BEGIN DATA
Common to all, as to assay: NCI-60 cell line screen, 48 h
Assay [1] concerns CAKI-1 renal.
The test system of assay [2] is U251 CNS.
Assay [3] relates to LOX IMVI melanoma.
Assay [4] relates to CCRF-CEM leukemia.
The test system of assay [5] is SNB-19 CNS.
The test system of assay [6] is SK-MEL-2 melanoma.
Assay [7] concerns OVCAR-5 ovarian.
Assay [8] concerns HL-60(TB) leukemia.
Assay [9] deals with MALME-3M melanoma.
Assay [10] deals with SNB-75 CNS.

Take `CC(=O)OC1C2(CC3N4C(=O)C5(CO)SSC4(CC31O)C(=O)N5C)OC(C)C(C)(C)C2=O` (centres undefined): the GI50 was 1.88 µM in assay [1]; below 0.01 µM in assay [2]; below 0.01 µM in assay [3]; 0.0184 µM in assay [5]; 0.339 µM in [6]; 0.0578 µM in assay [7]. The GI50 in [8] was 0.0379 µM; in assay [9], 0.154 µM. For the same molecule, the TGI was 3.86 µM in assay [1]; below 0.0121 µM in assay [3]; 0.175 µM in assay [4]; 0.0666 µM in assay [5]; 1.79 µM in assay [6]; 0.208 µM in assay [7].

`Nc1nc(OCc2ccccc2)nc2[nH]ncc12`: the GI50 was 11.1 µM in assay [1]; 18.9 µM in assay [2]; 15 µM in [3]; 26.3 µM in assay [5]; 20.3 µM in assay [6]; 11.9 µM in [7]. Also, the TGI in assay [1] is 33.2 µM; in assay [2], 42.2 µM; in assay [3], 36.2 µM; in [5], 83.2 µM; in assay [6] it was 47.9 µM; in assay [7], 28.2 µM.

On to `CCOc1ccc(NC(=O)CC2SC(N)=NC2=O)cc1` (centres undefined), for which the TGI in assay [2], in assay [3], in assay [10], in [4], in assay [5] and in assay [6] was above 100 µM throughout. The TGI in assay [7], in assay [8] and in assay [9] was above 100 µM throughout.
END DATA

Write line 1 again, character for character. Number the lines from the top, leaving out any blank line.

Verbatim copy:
Common to all, as to assay: NCI-60 cell line screen, 48 h